Rose bushes are not as tricky to prune as some would have you think. A few snips in strategic places, and your roses will spring to life. The best time to prune these plants for the upcoming growing season is typically in March, but there are a few types that take longer to bloom that might require pruning in late February.
Snip off any deadheads you missed after blooming the previous year in late February or March before spring growth. You can also snap them off with your fingers.
Snip off woody stems where flowers bloomed the year before. Sometimes the stem below where the blooms were turns wooden, and it needs to be snipped to encourage new growth.
Cut out damaged or diseased branches to promote a healthy plant.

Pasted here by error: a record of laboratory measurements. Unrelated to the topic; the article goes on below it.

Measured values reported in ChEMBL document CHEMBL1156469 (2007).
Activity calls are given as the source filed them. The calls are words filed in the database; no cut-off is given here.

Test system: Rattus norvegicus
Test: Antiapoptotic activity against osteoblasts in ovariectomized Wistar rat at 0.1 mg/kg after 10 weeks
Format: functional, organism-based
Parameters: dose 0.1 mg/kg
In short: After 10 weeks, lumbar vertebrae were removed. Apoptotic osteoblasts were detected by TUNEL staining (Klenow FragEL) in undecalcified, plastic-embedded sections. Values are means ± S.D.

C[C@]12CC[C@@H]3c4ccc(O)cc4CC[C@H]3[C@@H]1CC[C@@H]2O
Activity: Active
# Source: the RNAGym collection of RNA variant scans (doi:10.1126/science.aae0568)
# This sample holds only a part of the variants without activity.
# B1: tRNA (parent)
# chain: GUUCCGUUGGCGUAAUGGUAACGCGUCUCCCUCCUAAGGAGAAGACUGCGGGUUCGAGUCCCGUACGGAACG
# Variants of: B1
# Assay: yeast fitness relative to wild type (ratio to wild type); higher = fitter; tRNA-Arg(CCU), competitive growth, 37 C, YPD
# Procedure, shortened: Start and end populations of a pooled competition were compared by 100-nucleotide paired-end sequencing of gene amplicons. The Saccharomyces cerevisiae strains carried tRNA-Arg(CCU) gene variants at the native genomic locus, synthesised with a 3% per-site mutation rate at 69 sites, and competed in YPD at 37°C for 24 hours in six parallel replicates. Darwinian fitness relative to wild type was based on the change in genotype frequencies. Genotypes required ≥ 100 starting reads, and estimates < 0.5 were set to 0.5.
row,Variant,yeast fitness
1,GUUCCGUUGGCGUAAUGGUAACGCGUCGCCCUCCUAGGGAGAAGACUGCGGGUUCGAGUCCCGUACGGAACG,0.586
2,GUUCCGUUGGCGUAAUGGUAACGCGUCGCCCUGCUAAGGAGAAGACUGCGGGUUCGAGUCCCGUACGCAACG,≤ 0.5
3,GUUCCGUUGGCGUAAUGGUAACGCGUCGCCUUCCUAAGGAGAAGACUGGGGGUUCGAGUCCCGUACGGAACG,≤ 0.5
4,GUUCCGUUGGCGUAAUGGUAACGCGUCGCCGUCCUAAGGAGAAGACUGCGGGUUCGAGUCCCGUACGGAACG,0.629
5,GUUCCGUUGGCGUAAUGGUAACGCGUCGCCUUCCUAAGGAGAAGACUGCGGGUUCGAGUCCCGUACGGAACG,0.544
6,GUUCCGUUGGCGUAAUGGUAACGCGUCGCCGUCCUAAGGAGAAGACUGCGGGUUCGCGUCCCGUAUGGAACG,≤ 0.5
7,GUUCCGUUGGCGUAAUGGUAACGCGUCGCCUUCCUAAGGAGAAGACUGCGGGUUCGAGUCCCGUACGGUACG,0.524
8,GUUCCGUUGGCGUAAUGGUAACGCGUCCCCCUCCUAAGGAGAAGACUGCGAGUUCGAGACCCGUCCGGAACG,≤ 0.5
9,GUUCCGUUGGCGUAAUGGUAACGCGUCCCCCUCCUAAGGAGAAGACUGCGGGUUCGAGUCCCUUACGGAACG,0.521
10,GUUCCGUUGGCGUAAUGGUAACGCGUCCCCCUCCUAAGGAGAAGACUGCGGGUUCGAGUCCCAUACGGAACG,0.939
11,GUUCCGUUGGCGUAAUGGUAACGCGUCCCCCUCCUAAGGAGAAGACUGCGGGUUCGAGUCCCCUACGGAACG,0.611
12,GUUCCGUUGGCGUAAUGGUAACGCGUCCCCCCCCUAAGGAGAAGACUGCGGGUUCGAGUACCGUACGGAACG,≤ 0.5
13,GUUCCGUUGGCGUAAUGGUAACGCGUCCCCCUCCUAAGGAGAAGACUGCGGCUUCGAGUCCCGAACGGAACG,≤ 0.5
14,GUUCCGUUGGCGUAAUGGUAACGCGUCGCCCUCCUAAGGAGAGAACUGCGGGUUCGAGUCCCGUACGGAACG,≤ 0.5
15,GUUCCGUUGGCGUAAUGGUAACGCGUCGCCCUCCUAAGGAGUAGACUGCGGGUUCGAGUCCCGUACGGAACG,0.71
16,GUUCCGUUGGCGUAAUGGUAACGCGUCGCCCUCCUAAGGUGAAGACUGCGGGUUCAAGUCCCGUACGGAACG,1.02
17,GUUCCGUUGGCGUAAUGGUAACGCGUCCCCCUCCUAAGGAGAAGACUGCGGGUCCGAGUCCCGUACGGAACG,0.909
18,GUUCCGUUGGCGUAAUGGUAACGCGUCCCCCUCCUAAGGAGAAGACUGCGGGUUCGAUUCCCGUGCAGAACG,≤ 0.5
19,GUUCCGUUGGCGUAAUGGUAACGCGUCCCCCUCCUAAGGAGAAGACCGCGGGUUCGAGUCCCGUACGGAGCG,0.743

Cut out sucker growth, which are branches that form below the base of the bush where the main branches are formed.
Select two or three branches within the bush and snip them out to allow air to circulate once spring arrives. Try to choose weak or less healthy branches. If you had to cut out quite a few dead or diseased branches, you might not need to do this.
Cut back branches right when new growth is developing. Trim back to a bud that is facing to the outside of the bush, cutting about 1/4 inch above the bud and snipping at an angle. Depending on how large you want the bush to be, you can trim back a large amount or barely any at all.